What is Psychodynamic Psychotherapy?

Psychodynamic therapy is a type of talking therapy which helps you to understand how your current thoughts, feelings and behaviours are shaped by your early life and past experiences.

We all have our habitual ways of thinking, feeling, relating and behaving, which we may have developed from an early life, to deal with various difficult aspects at that time; and we may not be always aware of these habitual patterns. Continuing to use them without further thought or awareness, may be causing us various emotional and relationship problems in the present. Psychodynamic psychotherapy provides a space to explore and understand how the unhelpful patterns from our past may be affecting our present difficulties. Such understanding may help us to avoid repeating these unhelpful patterns, which consequently would facilitate more helpful relationships and better quality of life, alongside relieving troubling symptoms.

What is the difference between Psychoanalysis and Psychodynamic therapy?

Psychoanalysis, founded by Sigmund Freud, is based on the psychoanalytic theories that deal with unconscious mental processes. Traditional Psychoanalysis is performed three to five times per week, for several years, often with the patient lying on the couch, and might focus more on the analysis of the unconscious aspects, impulses and dreams.

Psychodynamic therapy is derived from psychoanalysis and the theories of Freud. While it is similar to psychoanalysis in many respects, it is often less frequent and shorter in duration. There is less direct and/or detailed analysis of the unconscious and more focus on exploring the impact of the past on the current life problems and relationships.

What kind of problems can psychodynamic therapy help with?

Psychodynamic therapy is an evidence-based therapy and can effectively help with a wide range of emotional problems and mental health conditions such as depression, anxiety, interpersonal problems, trauma, personality disorders and eating disorders.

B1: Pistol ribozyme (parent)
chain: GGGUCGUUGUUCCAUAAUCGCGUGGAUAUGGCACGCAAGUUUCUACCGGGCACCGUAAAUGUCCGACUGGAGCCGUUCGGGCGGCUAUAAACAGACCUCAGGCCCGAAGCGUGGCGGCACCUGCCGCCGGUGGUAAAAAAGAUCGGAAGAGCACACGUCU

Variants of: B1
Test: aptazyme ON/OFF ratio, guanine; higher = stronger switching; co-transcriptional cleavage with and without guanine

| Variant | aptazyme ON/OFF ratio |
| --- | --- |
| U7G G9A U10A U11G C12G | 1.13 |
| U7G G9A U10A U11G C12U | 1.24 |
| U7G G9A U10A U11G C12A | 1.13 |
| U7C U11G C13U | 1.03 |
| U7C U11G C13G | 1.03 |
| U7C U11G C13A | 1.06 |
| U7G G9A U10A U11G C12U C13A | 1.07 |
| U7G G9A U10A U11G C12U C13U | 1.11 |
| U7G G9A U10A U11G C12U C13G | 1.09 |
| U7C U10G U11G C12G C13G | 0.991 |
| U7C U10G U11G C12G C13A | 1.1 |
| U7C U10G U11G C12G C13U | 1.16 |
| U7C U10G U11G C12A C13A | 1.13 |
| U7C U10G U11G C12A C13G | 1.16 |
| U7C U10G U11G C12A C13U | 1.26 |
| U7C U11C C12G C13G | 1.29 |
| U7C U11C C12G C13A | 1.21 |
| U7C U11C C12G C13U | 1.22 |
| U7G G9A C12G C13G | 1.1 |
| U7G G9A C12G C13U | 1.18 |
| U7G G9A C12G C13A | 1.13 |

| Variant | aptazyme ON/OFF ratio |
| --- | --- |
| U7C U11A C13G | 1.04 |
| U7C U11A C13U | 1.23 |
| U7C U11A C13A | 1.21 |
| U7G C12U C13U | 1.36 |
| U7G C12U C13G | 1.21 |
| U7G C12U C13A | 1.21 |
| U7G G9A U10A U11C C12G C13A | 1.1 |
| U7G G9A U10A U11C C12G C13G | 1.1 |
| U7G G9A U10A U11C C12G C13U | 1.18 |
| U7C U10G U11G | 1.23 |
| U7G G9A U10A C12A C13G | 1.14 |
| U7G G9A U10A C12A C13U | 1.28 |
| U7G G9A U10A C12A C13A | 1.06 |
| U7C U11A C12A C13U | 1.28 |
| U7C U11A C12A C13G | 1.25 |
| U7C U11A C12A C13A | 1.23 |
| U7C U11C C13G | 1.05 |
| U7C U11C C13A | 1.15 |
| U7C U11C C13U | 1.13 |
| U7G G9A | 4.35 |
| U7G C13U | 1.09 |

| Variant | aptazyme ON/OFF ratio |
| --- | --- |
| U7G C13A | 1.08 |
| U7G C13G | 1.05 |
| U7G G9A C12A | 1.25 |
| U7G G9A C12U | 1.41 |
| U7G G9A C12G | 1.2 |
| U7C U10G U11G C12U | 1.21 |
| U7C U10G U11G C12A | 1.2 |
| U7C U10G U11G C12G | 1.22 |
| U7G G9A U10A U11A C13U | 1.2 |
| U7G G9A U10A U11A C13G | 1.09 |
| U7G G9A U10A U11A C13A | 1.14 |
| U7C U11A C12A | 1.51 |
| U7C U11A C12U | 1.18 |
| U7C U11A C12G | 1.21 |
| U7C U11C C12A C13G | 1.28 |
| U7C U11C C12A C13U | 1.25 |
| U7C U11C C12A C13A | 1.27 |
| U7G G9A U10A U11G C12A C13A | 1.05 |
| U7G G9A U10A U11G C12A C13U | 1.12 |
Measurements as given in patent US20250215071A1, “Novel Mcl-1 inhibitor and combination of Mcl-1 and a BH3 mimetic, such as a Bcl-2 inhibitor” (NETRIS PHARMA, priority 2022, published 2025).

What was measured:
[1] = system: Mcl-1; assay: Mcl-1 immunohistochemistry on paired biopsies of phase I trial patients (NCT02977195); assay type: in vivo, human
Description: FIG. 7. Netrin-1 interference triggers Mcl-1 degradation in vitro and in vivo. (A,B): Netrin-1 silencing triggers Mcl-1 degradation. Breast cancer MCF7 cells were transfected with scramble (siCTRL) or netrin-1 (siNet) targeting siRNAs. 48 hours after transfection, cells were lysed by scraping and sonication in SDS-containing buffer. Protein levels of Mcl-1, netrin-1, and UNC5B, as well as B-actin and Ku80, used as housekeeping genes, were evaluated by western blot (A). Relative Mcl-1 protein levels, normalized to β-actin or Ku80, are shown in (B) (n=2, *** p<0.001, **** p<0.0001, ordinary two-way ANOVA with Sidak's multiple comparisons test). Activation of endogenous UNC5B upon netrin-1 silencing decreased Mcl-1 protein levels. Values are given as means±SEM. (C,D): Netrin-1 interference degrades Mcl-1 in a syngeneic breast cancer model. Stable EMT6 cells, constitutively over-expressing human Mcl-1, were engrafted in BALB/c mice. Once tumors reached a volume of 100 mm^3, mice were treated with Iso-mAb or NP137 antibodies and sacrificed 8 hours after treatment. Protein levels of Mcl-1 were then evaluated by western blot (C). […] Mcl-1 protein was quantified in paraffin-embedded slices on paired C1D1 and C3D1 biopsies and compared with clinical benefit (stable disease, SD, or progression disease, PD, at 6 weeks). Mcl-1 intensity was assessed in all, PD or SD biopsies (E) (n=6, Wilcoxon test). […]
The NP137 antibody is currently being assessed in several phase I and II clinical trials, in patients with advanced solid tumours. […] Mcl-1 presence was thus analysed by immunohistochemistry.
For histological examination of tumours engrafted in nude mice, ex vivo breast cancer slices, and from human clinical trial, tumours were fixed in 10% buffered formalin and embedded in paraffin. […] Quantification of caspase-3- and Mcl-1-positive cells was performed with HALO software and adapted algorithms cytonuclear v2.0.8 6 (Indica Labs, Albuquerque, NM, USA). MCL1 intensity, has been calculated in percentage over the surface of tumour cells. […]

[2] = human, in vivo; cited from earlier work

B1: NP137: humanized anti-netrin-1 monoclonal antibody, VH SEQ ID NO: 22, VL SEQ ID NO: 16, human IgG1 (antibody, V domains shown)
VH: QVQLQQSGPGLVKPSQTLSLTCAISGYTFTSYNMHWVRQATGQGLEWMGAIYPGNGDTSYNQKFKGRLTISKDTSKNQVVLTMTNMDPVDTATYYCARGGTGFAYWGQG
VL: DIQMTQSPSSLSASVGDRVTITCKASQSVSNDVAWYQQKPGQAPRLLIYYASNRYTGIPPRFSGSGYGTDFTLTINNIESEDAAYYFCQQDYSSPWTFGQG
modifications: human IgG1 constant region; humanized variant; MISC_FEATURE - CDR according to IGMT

At times, you may not be specifically looking for an ongoing treatment, but would like to understand yourself and your problems better. In that case, a limited number of Psychodynamic ‘consultation and formulation’ sessions, could help you to do this.

How do I know that psychodynamic therapy would be the right treatment for me?

You will have an initial assessment (usually 3-4 sessions) to help you and the therapist to evaluate whether psychodynamic therapy could be the right kind of therapy for you. If at the end of the assessment it is felt that it could be beneficial for you, you will be offered an ongoing treatment. This could be short-term (usually between six and 12 months) or longer-term (usually between 12 and 24 months). This is the usual offer, and you can accept or decline this offer.

On the other hand, if at the end of the assessment it is felt that this therapy may not be beneficial for you, an ‘assessment outcome letter’ with the formulation of your difficulties and possible alternative therapies/treatments will be provided, which could help you to consider the next steps of treatment.

What age groups is psychodynamic psychotherapy suitable for?

Psychodynamic psychotherapy usually has no specific age limit. However, psychodynamic therapy with Dr Swapna Kongara via PUK is available for patients aged 18 years and above.

Please see below for more information about Dr Kongara’s qualifications and experience.

What is available from PUK in relation to psychodynamic psychotherapy?

Currently one-to-one psychodynamic therapy sessions are available with Dr Swapna Kongara, as below.

If you are looking for ongoing therapy, you will need to undergo an initial assessment (over 3-4 sessions) to help you and the therapist evaluate whether psychodynamic therapy could be the right kind of therapy for you. At the end of the assessment, an outcome letter with a summary of the aspects discussed in the sessions and a ‘psychodynamic formulation’ of your difficulties is provided to you.